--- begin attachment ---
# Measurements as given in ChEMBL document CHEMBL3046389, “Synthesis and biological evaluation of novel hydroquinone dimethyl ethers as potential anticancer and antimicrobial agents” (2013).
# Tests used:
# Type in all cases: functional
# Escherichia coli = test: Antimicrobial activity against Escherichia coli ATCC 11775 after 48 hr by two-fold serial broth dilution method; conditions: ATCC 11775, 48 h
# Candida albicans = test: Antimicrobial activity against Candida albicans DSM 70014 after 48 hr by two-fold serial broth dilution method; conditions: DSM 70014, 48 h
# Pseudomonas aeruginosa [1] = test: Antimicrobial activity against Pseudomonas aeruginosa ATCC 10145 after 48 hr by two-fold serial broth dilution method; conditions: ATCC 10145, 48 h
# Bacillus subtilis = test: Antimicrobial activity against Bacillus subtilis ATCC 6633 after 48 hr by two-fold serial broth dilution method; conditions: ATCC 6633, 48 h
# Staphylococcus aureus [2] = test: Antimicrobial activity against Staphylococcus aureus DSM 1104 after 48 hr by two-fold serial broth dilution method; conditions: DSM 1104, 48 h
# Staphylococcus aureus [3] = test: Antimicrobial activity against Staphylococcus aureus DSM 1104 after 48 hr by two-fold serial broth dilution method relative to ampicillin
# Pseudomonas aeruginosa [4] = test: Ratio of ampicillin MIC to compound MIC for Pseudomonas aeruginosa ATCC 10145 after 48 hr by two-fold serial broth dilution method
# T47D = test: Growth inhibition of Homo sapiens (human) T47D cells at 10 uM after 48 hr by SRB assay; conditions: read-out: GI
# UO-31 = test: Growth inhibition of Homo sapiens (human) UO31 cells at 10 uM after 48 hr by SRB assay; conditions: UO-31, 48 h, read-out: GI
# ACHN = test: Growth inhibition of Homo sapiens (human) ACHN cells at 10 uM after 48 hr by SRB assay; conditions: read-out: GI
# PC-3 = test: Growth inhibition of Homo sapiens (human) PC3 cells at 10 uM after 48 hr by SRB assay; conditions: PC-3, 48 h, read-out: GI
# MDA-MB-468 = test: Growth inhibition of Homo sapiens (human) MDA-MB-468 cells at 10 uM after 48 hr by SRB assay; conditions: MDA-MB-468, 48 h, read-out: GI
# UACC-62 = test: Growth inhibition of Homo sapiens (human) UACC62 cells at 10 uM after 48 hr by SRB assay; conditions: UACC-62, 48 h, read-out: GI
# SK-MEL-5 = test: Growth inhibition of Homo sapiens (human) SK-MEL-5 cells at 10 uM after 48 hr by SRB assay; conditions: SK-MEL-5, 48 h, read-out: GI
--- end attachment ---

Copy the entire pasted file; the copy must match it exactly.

# Measurements as given in ChEMBL document CHEMBL3046389, “Synthesis and biological evaluation of novel hydroquinone dimethyl ethers as potential anticancer and antimicrobial agents” (2013).
# Tests used:
# Type in all cases: functional
# Escherichia coli = test: Antimicrobial activity against Escherichia coli ATCC 11775 after 48 hr by two-fold serial broth dilution method; conditions: ATCC 11775, 48 h
# Candida albicans = test: Antimicrobial activity against Candida albicans DSM 70014 after 48 hr by two-fold serial broth dilution method; conditions: DSM 70014, 48 h
# Pseudomonas aeruginosa [1] = test: Antimicrobial activity against Pseudomonas aeruginosa ATCC 10145 after 48 hr by two-fold serial broth dilution method; conditions: ATCC 10145, 48 h
# Bacillus subtilis = test: Antimicrobial activity against Bacillus subtilis ATCC 6633 after 48 hr by two-fold serial broth dilution method; conditions: ATCC 6633, 48 h
# Staphylococcus aureus [2] = test: Antimicrobial activity against Staphylococcus aureus DSM 1104 after 48 hr by two-fold serial broth dilution method; conditions: DSM 1104, 48 h
# Staphylococcus aureus [3] = test: Antimicrobial activity against Staphylococcus aureus DSM 1104 after 48 hr by two-fold serial broth dilution method relative to ampicillin
# Pseudomonas aeruginosa [4] = test: Ratio of ampicillin MIC to compound MIC for Pseudomonas aeruginosa ATCC 10145 after 48 hr by two-fold serial broth dilution method
# T47D = test: Growth inhibition of Homo sapiens (human) T47D cells at 10 uM after 48 hr by SRB assay; conditions: read-out: GI
# UO-31 = test: Growth inhibition of Homo sapiens (human) UO31 cells at 10 uM after 48 hr by SRB assay; conditions: UO-31, 48 h, read-out: GI
# ACHN = test: Growth inhibition of Homo sapiens (human) ACHN cells at 10 uM after 48 hr by SRB assay; conditions: read-out: GI
# PC-3 = test: Growth inhibition of Homo sapiens (human) PC3 cells at 10 uM after 48 hr by SRB assay; conditions: PC-3, 48 h, read-out: GI
# MDA-MB-468 = test: Growth inhibition of Homo sapiens (human) MDA-MB-468 cells at 10 uM after 48 hr by SRB assay; conditions: MDA-MB-468, 48 h, read-out: GI
# UACC-62 = test: Growth inhibition of Homo sapiens (human) UACC62 cells at 10 uM after 48 hr by SRB assay; conditions: UACC-62, 48 h, read-out: GI
# SK-MEL-5 = test: Growth inhibition of Homo sapiens (human) SK-MEL-5 cells at 10 uM after 48 hr by SRB assay; conditions: SK-MEL-5, 48 h, read-out: GI